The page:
Enables machines to better understand and extract free text, with applications for financial contract management and epidemic policy advisory
OneConnect Financial Technology Co., Ltd., a leading technology-as-a-service platform for financial institutions in China, is pleased to announce that its artificial intelligence research institute, Gamma Lab, topped the rankings in two sub-tasks under ‘Common Sense Knowledge and Reasoning, Knowledge Extraction” at the 14th International Workshop on Semantic Evaluation (SemEval 2020), a series of tests to measure computer understanding of human language.
SemEval is an international vocabulary and semantic competition organized by the Association for Computational Linguistics (ACL), an international scientific and professional society for people working on problems involving natural language and computation.
This year, Gamma Lab’s proprietary free text information extraction technology won the two sub-tasks of “Sentence Classification” and “Sequence Labeling” under “Extracting Definitions from Free Text in Textbooks” with accuracies of 87.83% and 84.71%.
The high accuracy of the technology has led to its commercial rollout in OneConnect’s Smart Contract Cloud Platform, with over 1,000 standard contract templates or banking, fund management, securities, trust and other financial institutions. The smart contract cloud platform enables financial institutions to efficiently review, manage and complete large numbers of contracts with their end-users.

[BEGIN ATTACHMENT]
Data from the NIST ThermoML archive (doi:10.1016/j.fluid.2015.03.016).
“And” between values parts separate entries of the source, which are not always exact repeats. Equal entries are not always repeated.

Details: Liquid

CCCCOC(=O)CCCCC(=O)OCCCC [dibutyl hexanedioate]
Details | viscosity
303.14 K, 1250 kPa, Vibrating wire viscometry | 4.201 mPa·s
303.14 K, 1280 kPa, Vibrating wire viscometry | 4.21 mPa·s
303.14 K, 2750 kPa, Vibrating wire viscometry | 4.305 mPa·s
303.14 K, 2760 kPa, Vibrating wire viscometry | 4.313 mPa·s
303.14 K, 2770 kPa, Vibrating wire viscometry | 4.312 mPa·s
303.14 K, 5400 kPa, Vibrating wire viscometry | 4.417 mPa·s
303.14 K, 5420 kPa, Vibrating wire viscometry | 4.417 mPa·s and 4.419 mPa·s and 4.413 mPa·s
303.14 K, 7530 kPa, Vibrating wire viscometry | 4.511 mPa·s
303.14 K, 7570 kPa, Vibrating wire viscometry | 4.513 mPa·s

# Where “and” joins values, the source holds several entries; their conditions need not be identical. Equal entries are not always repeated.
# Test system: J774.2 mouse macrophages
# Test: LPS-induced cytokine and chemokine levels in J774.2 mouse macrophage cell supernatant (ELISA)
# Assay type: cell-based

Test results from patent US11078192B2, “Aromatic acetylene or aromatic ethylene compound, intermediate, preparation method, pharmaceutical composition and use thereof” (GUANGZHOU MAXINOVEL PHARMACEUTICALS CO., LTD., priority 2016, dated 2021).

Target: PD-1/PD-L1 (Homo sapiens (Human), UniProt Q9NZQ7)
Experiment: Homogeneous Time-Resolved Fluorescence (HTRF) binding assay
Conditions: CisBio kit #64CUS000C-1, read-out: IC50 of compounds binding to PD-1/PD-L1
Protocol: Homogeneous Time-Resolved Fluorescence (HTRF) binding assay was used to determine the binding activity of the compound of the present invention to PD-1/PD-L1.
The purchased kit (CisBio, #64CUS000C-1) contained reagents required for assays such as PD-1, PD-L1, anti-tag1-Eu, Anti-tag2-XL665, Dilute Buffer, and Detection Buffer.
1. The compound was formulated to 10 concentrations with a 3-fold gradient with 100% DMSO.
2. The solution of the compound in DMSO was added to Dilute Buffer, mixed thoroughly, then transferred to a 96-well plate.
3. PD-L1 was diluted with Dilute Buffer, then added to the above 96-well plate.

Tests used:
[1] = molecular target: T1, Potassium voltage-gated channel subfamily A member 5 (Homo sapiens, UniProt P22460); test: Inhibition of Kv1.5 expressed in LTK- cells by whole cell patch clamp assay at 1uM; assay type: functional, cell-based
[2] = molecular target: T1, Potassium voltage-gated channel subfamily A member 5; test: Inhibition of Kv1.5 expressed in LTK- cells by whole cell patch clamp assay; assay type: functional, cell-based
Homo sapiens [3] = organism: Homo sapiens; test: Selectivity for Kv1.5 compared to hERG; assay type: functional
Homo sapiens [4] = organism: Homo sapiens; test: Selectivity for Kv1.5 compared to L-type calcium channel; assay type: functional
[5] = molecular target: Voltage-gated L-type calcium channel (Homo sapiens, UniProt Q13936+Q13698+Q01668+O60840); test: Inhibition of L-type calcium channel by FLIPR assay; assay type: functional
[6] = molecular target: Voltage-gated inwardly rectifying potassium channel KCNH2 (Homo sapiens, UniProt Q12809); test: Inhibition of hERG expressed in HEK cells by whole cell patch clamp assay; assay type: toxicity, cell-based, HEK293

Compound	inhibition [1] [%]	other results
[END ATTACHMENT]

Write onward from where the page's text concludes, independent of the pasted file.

To help smaller firms better react to the fast-changing COVID-19 situation, OneConnect has also deployed the free text information extraction technology into its Epidemic Advisory Program, which provides analysis and classification of the latest epidemic-related policies and announcements to small and medium enterprises (SMEs) for them to stay on top of government interventions and respond accordingly.This year, Gamma Lab’s proprietary free text information extraction technology won the two sub-tasks of “Sentence Classification” and “Sequence Labeling” under “Extracting Definitions from Free Text in Textbooks” with accuracies of 87.83% and 84.71%.